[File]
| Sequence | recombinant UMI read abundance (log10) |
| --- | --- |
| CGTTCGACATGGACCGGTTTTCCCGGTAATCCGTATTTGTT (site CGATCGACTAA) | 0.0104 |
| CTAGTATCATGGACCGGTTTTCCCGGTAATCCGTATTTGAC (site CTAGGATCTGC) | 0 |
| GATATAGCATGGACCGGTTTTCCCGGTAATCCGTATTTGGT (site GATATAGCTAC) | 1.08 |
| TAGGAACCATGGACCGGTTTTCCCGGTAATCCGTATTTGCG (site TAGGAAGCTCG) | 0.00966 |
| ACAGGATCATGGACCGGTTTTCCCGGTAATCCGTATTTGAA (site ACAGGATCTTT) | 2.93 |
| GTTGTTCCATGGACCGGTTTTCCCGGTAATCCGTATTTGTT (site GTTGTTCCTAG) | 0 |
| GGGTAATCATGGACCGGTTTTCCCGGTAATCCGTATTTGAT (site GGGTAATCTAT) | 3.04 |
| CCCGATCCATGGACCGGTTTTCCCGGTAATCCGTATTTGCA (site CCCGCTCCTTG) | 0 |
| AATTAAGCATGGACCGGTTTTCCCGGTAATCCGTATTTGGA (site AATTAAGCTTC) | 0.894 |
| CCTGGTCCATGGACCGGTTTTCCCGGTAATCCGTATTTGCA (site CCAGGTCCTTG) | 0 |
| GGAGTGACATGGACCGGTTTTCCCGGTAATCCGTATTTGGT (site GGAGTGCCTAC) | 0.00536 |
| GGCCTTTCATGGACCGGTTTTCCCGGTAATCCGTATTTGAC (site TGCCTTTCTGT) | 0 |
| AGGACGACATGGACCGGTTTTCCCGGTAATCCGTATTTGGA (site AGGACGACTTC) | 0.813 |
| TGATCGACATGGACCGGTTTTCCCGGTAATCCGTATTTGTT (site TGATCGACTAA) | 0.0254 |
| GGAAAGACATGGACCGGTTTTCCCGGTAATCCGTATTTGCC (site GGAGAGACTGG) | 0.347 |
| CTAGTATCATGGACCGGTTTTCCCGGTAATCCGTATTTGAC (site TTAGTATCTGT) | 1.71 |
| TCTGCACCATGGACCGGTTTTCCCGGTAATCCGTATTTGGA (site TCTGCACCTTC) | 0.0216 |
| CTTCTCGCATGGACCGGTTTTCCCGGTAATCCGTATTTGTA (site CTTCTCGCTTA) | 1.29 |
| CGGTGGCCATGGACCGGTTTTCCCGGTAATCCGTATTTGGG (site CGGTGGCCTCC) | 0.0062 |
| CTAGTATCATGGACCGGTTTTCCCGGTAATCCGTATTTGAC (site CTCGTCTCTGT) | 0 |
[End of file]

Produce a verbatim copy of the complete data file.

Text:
| Sequence | recombinant UMI read abundance (log10) |
| --- | --- |
| CGTTCGACATGGACCGGTTTTCCCGGTAATCCGTATTTGTT (site CGATCGACTAA) | 0.0104 |
| CTAGTATCATGGACCGGTTTTCCCGGTAATCCGTATTTGAC (site CTAGGATCTGC) | 0 |
| GATATAGCATGGACCGGTTTTCCCGGTAATCCGTATTTGGT (site GATATAGCTAC) | 1.08 |
| TAGGAACCATGGACCGGTTTTCCCGGTAATCCGTATTTGCG (site TAGGAAGCTCG) | 0.00966 |
| ACAGGATCATGGACCGGTTTTCCCGGTAATCCGTATTTGAA (site ACAGGATCTTT) | 2.93 |
| GTTGTTCCATGGACCGGTTTTCCCGGTAATCCGTATTTGTT (site GTTGTTCCTAG) | 0 |
| GGGTAATCATGGACCGGTTTTCCCGGTAATCCGTATTTGAT (site GGGTAATCTAT) | 3.04 |
| CCCGATCCATGGACCGGTTTTCCCGGTAATCCGTATTTGCA (site CCCGCTCCTTG) | 0 |
| AATTAAGCATGGACCGGTTTTCCCGGTAATCCGTATTTGGA (site AATTAAGCTTC) | 0.894 |
| CCTGGTCCATGGACCGGTTTTCCCGGTAATCCGTATTTGCA (site CCAGGTCCTTG) | 0 |
| GGAGTGACATGGACCGGTTTTCCCGGTAATCCGTATTTGGT (site GGAGTGCCTAC) | 0.00536 |
| GGCCTTTCATGGACCGGTTTTCCCGGTAATCCGTATTTGAC (site TGCCTTTCTGT) | 0 |
| AGGACGACATGGACCGGTTTTCCCGGTAATCCGTATTTGGA (site AGGACGACTTC) | 0.813 |
| TGATCGACATGGACCGGTTTTCCCGGTAATCCGTATTTGTT (site TGATCGACTAA) | 0.0254 |
| GGAAAGACATGGACCGGTTTTCCCGGTAATCCGTATTTGCC (site GGAGAGACTGG) | 0.347 |
| CTAGTATCATGGACCGGTTTTCCCGGTAATCCGTATTTGAC (site TTAGTATCTGT) | 1.71 |
| TCTGCACCATGGACCGGTTTTCCCGGTAATCCGTATTTGGA (site TCTGCACCTTC) | 0.0216 |
| CTTCTCGCATGGACCGGTTTTCCCGGTAATCCGTATTTGTA (site CTTCTCGCTTA) | 1.29 |
| CGGTGGCCATGGACCGGTTTTCCCGGTAATCCGTATTTGGG (site CGGTGGCCTCC) | 0.0062 |
| CTAGTATCATGGACCGGTTTTCCCGGTAATCCGTATTTGAC (site CTCGTCTCTGT) | 0 |